The similarity of the violence to other Islamist attacks should not, however, lead to us regard Mali as part of a monolithic Islamist threat. While there are several Islamist groups in Mali, such as the group Al Mourabitoune, they do not all share the same values or represent a global view of Islam. Much like the Nigerian Islamists of Boko Haram, the Islamists of Mali are products of very localised conditions, specifically decades of neglect and marginalisation in the north of the country.
Many of the Malian Islamists have been openly split on the question of affiliation with AQIM. MUJAO, for example, has defined itself specifically as a regional group with a local West African agenda rather than a globalised aim. Ansar Dine, one of the biggest groups in Mali, was sufficiently divided as to form a splinter group, the Islamic Movement for the Azawad and has been ambivalent towards both engagement with the government and also rejecting “all forms of extremism”.
Seeing the current increase in terrorist attacks in Mali as just another tentacle of globalised Islamic terrorism therefore misses the point. The mixture of groups within Mali are primarily the product of local historical conditions, not an externally imposed ideology.
Tensions between approaches to local issues and international, globalised aims and methods have themselves led to factionalism within both the Tuareg–nationalist groups and the Islamists.
Marginalisation of the Tuareg over decades, coupled with the alienating approach of successive southern-led governments in Bamako have led to the creation of ripe recruiting grounds for those who seek to perpetrate violence. By portraying the issue as an all-encompassing global Islamist threat, the international community fails to engage with the underlying structural issues of governance that produce these groups and escalate the threats in places like Mali.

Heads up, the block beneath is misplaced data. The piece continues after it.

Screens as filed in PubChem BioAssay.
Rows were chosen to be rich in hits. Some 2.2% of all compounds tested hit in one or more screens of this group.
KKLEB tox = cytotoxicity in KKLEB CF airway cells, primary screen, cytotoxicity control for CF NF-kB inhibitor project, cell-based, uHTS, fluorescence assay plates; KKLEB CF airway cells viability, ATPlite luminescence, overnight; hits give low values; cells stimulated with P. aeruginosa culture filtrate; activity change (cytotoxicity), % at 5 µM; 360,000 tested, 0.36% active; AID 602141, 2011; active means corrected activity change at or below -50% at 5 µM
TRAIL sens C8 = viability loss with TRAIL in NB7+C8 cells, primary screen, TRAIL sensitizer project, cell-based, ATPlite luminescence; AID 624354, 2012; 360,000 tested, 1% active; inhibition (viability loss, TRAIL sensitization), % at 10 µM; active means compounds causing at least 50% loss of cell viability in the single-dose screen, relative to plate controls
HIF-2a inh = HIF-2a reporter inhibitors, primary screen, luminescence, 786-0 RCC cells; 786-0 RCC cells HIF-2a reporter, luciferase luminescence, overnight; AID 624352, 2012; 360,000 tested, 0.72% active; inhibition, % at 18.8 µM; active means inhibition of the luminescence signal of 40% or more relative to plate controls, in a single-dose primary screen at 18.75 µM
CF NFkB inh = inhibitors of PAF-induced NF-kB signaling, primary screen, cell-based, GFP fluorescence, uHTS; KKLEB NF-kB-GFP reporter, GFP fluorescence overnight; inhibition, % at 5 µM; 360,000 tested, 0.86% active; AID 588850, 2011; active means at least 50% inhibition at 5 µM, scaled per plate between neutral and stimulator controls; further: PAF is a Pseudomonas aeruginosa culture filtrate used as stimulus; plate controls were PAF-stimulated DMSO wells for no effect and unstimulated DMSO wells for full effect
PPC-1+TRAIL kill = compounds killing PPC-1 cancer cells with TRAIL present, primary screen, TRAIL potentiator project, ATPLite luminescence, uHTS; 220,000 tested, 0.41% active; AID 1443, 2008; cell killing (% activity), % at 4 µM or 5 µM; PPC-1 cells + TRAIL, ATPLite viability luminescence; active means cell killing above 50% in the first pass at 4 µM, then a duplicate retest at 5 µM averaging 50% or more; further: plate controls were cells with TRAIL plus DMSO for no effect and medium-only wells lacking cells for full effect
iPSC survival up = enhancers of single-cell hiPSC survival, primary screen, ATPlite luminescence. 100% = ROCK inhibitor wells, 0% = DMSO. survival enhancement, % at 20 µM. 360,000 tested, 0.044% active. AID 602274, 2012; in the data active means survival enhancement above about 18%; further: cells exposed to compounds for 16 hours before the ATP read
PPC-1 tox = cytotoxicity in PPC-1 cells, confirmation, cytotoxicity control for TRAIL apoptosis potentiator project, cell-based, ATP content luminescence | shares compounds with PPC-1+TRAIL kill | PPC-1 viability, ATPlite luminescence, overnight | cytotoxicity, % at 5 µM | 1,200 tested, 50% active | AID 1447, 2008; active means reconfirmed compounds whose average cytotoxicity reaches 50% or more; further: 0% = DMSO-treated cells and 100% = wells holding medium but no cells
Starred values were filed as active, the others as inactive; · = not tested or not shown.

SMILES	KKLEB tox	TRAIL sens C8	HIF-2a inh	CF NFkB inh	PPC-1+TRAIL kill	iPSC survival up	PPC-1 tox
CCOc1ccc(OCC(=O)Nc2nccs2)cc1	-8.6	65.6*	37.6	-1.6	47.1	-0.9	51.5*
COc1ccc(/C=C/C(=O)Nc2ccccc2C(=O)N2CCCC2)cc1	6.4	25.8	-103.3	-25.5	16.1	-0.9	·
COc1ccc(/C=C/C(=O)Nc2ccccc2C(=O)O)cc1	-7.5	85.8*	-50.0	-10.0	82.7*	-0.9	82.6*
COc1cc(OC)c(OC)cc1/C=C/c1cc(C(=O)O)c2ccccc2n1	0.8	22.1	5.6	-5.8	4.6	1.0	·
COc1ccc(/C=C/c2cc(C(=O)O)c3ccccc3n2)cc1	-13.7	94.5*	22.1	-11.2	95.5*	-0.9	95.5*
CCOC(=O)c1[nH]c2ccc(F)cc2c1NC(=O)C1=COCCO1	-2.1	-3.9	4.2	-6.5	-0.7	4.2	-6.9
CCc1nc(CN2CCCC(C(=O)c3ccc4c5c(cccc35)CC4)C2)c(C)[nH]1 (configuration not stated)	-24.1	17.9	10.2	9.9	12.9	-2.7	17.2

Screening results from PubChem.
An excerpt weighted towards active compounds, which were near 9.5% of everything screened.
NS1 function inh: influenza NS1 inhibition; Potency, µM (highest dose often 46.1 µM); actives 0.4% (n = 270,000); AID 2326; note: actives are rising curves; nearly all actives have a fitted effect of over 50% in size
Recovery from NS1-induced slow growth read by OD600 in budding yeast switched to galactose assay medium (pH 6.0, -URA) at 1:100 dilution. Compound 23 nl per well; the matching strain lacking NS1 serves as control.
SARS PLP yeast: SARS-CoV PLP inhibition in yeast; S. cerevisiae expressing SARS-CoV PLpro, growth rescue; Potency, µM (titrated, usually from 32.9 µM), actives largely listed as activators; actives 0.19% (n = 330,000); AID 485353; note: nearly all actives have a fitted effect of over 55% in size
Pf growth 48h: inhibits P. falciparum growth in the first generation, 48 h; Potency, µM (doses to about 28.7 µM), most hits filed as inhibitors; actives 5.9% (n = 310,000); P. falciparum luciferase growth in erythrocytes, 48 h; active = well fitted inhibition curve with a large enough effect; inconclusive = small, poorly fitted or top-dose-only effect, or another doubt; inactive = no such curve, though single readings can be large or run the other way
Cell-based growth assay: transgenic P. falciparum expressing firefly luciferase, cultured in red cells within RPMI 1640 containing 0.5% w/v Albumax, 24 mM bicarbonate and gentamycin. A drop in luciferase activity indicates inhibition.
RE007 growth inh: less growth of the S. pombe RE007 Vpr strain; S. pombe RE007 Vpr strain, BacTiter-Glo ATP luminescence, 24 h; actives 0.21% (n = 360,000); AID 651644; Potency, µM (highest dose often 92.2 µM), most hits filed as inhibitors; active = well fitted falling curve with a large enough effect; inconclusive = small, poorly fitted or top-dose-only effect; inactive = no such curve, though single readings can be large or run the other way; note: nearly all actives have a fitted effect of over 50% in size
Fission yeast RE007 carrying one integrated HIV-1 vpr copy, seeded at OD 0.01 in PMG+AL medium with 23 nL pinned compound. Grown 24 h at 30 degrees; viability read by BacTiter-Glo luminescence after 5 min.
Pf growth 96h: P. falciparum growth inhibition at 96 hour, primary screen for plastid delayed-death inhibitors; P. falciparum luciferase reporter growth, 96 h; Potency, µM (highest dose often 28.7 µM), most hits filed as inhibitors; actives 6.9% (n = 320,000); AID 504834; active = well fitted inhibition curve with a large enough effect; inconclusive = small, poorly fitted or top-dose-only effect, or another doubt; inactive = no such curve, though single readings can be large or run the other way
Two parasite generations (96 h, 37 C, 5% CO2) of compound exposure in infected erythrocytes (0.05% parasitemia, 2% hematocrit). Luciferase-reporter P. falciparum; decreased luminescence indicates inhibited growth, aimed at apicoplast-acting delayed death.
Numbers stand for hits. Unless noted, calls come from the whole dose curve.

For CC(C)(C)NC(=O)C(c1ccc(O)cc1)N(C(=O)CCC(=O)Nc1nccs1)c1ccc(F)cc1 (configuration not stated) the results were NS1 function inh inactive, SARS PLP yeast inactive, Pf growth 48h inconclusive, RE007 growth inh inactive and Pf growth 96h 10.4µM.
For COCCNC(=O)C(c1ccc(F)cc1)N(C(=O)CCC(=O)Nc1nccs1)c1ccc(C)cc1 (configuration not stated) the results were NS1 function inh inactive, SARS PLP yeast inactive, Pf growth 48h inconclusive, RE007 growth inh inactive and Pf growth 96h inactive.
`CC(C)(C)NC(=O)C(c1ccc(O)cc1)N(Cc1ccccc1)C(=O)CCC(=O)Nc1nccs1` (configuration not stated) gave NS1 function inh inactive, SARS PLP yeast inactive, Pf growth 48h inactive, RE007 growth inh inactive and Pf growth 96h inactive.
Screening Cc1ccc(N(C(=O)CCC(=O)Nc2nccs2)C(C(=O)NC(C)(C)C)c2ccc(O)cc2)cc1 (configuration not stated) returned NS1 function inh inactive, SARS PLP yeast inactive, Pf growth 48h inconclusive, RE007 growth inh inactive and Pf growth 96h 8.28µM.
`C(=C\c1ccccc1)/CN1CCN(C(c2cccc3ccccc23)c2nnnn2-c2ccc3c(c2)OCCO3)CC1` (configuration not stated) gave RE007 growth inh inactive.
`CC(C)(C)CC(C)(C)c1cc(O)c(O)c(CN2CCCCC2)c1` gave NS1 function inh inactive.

Paul Jackson, Professor of Politics, University of Birmingham
Guinea, Liberia and Sierra Leone were the countries most badly affected.
The report said these countries were unable to detect, report and respond rapidly to outbreaks – something which allowed Ebola to develop into “a worldwide crisis”.
But it reserved most criticism for the World Health Organization, saying it was too slow to declare Ebola an international public health emergency – five months after Guinea and Liberia had notified it of outbreaks.
The report said the WHO had also failed to meet its responsibilities for responding to the outbreak because of a lack of leadership and accountability.
When a global response did eventually materialise, towards the end of 2014, it was deemed to be slow, inflexible to conditions on the ground, inadequately informed and poorly co-ordinated.
“The reputation and credibility of the WHO has suffered a particularly fierce blow,” the report said.
The panel also criticised some political leaders for playing down the outbreak and not calling for international help.
The report makes 10 recommendations for improving systems to cope with future outbreaks.
These include calls for a global strategy to help poorer countries monitor and respond to infectious diseases.
Those countries that delay reporting outbreaks and sharing information should be named and shamed, it says.
The report also recommends creating a dedicated centre for outbreak response at the WHO, which has a protected budget.
And a global fund should be set up to finance research and development of drugs and vaccines to treat infectious diseases.
The panel, made up of 20 experts in global health from around the world, was chaired by Prof Peter Piot, director of the London School of Hygiene and Tropical Medicine and co-discoverer of the Ebola virus.
He said: “Major reform of national and global systems to respond to epidemics are not only feasible, but also essential so that we do not witness such depths of suffering, death and social and economic havoc in future epidemics.”
Prof Piot added: “The AIDS pandemic put global health on the world’s agenda. The Ebola crisis in West Africa should now be an equal game- changer for how the world prevents and responds to epidemics.”
Ashish K Jha, director of the Harvard Global Health Institute and a professor of medicine, said: “People at WHO were aware that there was an Ebola outbreak that was getting out of control by spring… and yet it took until August to declare a public health emergency. The cost of the delay was enormous.”
Dr Jeremy Farrar, director of the Wellcome Trust, said the report offered “some sobering lessons”.
“Particularly welcome are the calls for greater investment from governments to build a core capacity to detect, report and respond rapidly to outbreaks, as is the idea of creating a dedicated centre for outbreak response within the WHO,” he said.